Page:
• River Flooding: Water was also harvested from flooded rivers.

Paar System

  • The Paar system is a prevalent water harvesting practice in the western Rajasthan region.
  • Process of Paar:
    • Rainwater flows from the agar (catchment) and percolates into the sandy soil.
    • Rajani Pani: The percolated water, known as Rajani pani, is accessed through dug kuis or beris in the agor (storage area).

Talan/Bandhis (Reservoirs)

  • Natural Reservoirs: Ponds (pokhariyan) in Tikamgarh, Bundelkhand, serve as natural reservoirs.
  • Human-Made Reservoirs: Lakes in Udaipur are human-made examples.
  • Reservoir Size Classification:
    • Talai: Reservoir area of fewer than five bighas.
    • Bandhi/Talab: Medium-sized lake.
    • Sagar/Samand: Bigger lakes.
  • Utilization of Pokhariyan:
    • Pokhariyan serve purposes like irrigation and drinking water.
    • After the monsoon, when water dries up, the pond beds are cultivated with rice.

Saza Kuva

  • A crucial irrigation source in the Aravalli hills in Mewar, eastern Rajasthan, the saza kuva is an open well with multiple owners (saza meaning partner).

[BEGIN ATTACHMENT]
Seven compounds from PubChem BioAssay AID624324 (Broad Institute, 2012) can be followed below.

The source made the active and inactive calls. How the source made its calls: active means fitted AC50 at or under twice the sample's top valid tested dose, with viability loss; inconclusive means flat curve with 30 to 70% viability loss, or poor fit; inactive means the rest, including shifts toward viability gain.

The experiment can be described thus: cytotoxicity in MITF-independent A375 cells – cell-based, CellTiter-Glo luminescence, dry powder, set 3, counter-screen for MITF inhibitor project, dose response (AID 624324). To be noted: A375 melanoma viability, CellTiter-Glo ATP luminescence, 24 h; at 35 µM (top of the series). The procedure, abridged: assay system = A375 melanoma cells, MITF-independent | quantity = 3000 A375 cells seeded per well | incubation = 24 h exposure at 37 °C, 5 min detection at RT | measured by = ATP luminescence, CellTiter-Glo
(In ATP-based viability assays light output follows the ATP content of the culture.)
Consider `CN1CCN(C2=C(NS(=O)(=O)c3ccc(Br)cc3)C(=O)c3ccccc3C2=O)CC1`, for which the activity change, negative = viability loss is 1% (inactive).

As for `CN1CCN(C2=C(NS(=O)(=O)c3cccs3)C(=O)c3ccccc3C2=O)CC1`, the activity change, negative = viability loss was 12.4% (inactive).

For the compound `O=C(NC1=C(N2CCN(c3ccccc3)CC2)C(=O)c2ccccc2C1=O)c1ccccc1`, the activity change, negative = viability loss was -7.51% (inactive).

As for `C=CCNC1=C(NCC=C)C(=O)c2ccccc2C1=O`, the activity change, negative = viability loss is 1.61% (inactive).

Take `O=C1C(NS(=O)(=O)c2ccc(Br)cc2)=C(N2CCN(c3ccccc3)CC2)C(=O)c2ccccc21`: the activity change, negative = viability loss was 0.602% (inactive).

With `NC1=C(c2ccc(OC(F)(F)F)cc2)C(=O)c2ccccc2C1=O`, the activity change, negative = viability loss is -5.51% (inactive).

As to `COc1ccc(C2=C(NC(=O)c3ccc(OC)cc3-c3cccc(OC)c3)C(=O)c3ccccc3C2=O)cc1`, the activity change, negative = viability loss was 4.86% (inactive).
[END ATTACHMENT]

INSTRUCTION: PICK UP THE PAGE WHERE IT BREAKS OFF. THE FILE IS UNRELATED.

• Construction of Saza Kuva:
    • The soil dug out for the well pit is utilized to create a substantial circular foundation or an elevated platform sloping away from the well.
  • Functional Components:
    • Rehat: The first component is built to accommodate the rehat, a traditional water lifting device.
    • Chada: The sloping platform is designed for the chada, a mechanism utilizing buffaloes to lift water.


  • These are small earthen check dams designed to capture and conserve rainwater, enhancing percolation and groundwater recharge.
  • Revival Initiative:
    • Commencing in 1984, the past sixteen years have witnessed the revival of approximately 3000 johads across over 650 villages in the Alwar district, Rajasthan.
  • Positive Outcomes:
    • This revival effort has led to a significant increase in the groundwater level by nearly 6 meters.
    • Additionally, there has been a remarkable 33 percent surge in the forest cover in the area.

Pat System

  • The Bhitada village in the Jhabua district of Madhya Pradesh pioneered the unique pat system.
  • This system, tailored to the terrain, diverts water from swift-flowing hill streams into irrigation channels known as pats.

Jhalaras (Rectangular Step-Wells)

  • These step-wells, with tiered steps on three or four sides, collect subterranean seepage from upstream reservoirs or lakes.